d01b.jpg (4384 bytes)Although our family has always tried to minimize the “I’m-a-frenzied-consumer” aspect of the holiday season, it is inevitably a time when the kids get showered with gifts. Here’s a free holiday tip: One of the best “stealth paybacks” for friends and family is to buy their child a 1,000-piece Christmas toy, thus guaranteeing that their parents will spend the rest of the decade stepping on, picking up, and storing its components in a dizzying array of locations. Years after they thought they finally got rid of that toy, they’ll keep uncovering its scattered remnants and think of you. Try it; it feels good.

And toys keep getting louder. My 2-year-old son, Johann, has a battery-powered organ that, when turned on, initiates a piercing happy tune at its highest volume level (and stays there). Johann flicks the switch on his electric organ and people scramble for the toy as if it’s a box that contains the Ebola virus: head flung back from the sound source, arms fully extended, and hands fumbling wildly for the VC. In fact, I think he enjoys that aspect of the toy more than actually playing it.

All kidding aside, some toys are far too loud for safety, and loud toys subconsciously send the message to kids that hearing health care and hearing conservation are not important. You don’t see many toys with halogen lights and packaging that reads, “Hey, kids, it’s fun to shine this blinding light in your eye!” Each year, the Sight and Hearing Association (www.sightandhearing.org), St. Paul, Minn, publishes its list of “Noisy Toys”. The list is compiled by testing the toys’ noise levels at distances of 0 inches and 12 inches. This year’s dubious-achievement award winners: Kid Connection Electronic Guitar (117 dB at 0 inches, 88 dB at 12 inches); Elite Operations Quantum Blast Set (114 dB and 87 dB), Barbie™ “Jam With Me” Electric Guitar (113 dB and 82 dB); Play-a-Song® Dora the Explorer™ Adventure Songs (110 dB and 81 dB); Power Gear Pirate Adventure Set (107 dB and 81 dB); Play-a-Song® Disney Princess Magic Songs (105 dB and 75 dB); The Home Depot Light and Sound Grinder (101 dB and 84 dB).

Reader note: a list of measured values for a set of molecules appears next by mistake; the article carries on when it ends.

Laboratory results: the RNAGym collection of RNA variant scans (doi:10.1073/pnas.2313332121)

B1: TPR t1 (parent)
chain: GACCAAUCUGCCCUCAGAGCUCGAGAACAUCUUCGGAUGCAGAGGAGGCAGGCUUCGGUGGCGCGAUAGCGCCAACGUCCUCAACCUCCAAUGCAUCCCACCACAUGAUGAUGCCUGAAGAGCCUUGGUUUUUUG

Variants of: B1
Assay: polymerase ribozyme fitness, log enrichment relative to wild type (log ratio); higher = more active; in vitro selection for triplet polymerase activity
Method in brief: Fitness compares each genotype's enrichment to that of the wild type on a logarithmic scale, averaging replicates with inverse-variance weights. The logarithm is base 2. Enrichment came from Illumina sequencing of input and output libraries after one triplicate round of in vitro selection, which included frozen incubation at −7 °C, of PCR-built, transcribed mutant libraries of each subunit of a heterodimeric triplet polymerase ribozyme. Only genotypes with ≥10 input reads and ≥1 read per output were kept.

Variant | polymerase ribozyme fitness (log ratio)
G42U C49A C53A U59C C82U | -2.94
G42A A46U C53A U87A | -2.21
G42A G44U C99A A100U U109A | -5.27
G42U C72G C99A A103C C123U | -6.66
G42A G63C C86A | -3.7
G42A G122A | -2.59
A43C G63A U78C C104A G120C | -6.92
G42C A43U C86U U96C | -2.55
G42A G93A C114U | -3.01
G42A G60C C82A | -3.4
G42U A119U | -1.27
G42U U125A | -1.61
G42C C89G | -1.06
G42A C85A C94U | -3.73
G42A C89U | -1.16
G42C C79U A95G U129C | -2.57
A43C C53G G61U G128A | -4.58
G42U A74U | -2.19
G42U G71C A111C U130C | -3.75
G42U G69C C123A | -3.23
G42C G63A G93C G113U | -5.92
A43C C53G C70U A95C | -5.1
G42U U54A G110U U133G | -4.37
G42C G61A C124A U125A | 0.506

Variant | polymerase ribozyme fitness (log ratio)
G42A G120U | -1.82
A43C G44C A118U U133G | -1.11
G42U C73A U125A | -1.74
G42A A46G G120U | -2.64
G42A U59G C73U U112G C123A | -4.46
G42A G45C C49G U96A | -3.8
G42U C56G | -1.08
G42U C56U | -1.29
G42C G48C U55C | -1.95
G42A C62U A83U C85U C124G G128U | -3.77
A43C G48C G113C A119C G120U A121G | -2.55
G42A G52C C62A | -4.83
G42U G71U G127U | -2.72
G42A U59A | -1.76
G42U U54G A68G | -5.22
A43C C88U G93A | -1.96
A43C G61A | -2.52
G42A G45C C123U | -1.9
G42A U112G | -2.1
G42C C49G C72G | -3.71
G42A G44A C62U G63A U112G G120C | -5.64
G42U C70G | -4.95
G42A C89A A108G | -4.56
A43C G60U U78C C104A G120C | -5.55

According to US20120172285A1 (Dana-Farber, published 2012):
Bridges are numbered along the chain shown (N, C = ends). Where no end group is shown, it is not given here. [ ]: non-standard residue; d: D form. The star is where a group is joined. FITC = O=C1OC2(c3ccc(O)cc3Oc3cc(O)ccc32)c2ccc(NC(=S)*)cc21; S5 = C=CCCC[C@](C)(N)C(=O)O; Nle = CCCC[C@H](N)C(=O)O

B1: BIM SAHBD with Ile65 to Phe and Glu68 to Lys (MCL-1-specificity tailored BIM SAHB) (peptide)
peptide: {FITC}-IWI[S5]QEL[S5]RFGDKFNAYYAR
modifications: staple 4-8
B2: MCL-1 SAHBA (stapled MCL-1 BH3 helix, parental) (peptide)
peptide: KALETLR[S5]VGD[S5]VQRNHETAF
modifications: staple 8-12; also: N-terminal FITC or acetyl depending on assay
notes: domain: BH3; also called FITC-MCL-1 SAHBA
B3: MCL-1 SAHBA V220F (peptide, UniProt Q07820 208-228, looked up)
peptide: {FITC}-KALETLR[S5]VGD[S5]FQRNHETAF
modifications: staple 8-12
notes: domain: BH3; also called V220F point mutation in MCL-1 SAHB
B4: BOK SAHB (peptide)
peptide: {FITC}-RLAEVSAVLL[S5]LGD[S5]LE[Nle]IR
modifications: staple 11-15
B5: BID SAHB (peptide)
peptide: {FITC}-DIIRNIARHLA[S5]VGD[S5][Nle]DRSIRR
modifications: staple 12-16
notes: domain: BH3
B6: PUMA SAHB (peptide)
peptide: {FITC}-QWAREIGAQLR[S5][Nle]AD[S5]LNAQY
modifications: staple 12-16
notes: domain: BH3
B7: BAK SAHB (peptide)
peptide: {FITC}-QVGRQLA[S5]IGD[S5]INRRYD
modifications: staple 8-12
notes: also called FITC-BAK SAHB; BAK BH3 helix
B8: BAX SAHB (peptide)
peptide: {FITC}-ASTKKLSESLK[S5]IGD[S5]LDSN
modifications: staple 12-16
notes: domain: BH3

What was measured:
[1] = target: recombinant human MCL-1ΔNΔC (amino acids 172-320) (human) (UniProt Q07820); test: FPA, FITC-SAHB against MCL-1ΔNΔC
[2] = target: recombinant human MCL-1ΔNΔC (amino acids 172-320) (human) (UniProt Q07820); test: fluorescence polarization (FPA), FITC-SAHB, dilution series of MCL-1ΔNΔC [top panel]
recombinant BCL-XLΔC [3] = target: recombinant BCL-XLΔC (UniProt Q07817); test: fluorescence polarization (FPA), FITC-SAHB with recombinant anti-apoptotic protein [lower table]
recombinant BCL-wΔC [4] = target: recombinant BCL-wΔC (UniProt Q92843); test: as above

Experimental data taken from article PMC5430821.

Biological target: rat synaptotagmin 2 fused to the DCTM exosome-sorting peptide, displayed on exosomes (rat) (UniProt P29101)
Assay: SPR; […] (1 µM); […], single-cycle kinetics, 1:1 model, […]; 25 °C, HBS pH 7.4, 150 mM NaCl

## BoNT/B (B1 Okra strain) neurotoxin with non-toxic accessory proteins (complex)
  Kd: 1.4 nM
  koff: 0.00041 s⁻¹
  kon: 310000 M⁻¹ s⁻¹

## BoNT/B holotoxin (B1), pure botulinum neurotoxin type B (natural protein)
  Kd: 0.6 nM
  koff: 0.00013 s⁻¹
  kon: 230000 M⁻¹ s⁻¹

Three others, all intended for kids as young as 18 months, warrant honorable mention: Play-a-Song® Baby Einstein Animal Melodies (98 dB and 74 dB), Sesame Street 2-in-1 Giggle Guitar (98 dB and 68 dB), and Electronic Robo Tenor (96 dB and 85 dB). Bear in mind that OSHA—an agency that was originally established to develop standards for miners (not minors!)—limits worker noise levels to 85 dB in an 8 hour day. The Sight and Hearing Association points out that sounds above 90 dB can cause hearing loss in a fairly short period of time, and sounds of 117 dB create the risk of hearing loss in about 10 minutes. It also notes that a short arm span places children at higher levels of risk than adults. “While none of the toys we tested pose an immediate risk for hearing damage,” says Sight and Sound Spokesperson Julee Sylvester, “some could definitely pose a risk in a matter of minutes. We want consumers to know what sound levels the toys are capable of producing so they can make their own decisions.”

In fairness, the toy industry in March 2004 adopted its first acoustic standards (ASTM F963). It states that a toy cannot exceed 90 dB at 25 cm (about 10 inches). Unfortunately, compliance is voluntary. If a revolution in hearing health care and hearing conservation is ever going to occur, then toy-makers beware: you may be among the first against the wall when it comes!

The entire staff of The Hearing Review would like to thank our readers, advertisers, and contributors for their fantastic support and feedback we received during 2005. We wish you the very best of the holiday season.

 

Karl Strom
Editor-In-Chief